The 2014 NFL season was amazing for a lot of reasons, maybe none more than the rise of rookie wide receivers.
If you have played fantasy football for awhile, then you know that most first-year wideouts don't put up huge numbers. Since 2010, there have been 153 wide receivers drafted ... just four of them have put up top-20 fantasy totals at the position. Even current superstars like Calvin Johnson and Demaryius Thomas (among countless others) were mediocre in the stat sheets in their first NFL season. However, this past year suggests that a new trend could be developing.
Three rookies finished among the top 20 in fantasy points at the position in 2014, including Odell Beckham Jr. (5th), Mike Evans (10th) and Kelvin Benjamin (17th). Two others, Jordan Matthews (24th) and Sammy Watkins (25th), ranked among the top 25. Let's also not forget about Brandin Cooks, who was on pace to be a top-25 wideout before getting injured. That's one heck of a statistical statement, as those first five wideouts helped a huge percentage of fantasy fans win their league's championship.
So the big question heading into 2015 is simple ... how will these rookies produce in their second NFL campaign?
Well, sometimes we need to look back at the past to learn about the future. That's exactly what we did, unearthing the fantasy numbers from almost 50 years of NFL action to put together a definitive look at how often top-20 rookie wideouts produce better or similar totals as NFL sophomores. Let's go on a little trip to the past and look at how things have changed for rookie wideouts through the decades.
It was a different NFL in the first 15 years of the Super Bowl era. During that time, a total of 11 rookie wideouts (of 563 drafted) ranked in the top 20 at the position. Of those 11 players, 10 duplicated at least 72 percent of their rookie totals. That includes the likes of Steve Largent (1977), Wesley Walker (1978) and John Jefferson (1979). What's more, nine of those wideouts duplicated 87 percent or more of their previous year's numbers. The lone wide receiver to falter was New England's Randy Vataha (1972), who experienced a 65 percent decline in production.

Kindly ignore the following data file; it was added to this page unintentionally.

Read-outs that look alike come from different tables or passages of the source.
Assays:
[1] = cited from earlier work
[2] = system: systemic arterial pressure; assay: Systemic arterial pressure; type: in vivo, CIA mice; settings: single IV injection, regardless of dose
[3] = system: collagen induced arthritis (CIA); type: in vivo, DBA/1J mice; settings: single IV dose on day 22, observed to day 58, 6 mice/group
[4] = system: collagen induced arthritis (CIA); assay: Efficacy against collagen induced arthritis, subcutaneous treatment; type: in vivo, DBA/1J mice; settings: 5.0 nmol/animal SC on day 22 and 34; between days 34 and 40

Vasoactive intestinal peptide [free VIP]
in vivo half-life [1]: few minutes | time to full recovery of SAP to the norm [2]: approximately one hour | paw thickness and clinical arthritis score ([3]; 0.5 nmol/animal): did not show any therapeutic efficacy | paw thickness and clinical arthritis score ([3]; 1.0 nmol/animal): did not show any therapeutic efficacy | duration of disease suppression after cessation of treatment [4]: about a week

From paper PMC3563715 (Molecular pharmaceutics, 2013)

A total of seven rookies (among 390 drafted) ranked among the 20-best players at the wide receiver position during this decade. Two of those wideouts, Louis Lipps (1985) and Daryl Turner (1985), scored more fantasy points as NFL sophomores. Two others, Ernest Givens (1987) and Eddie Brown (1986), remained in the top 20 in their second season. The remaining three experienced declines in production of at least 30 percent, with Cris Collinsworth seeing the biggest drop off. Of course, that's due in large part to the fact that he missed seven games. Based on his numbers from the nine contests he did play, Collinsworth would have scored a mere 14.5 fewer fantasy points than he did as a rookie.
During the decade of the 1990s, eight rookies (among 332 drafted) reached our mark of finishing among the 20-best wideouts in fantasy football. An astonishing five of them recorded at least 87 percent of the previous season's totals. That list includes Fred Barnett (1991), Darnay Scott (1995), Joey Galloway (1996), Keyshawn Johnson (1997) and one of the best fantasy receivers ever, Randy Moss (1999). Terry Glenn (1997) was one of the wideouts who saw a major decline in production (65 percent), but he missed seven games as an NFL sophomore. If you project the numbers he posted over a full 16 games, however, Glenn would have still seen a decline of 47 percent.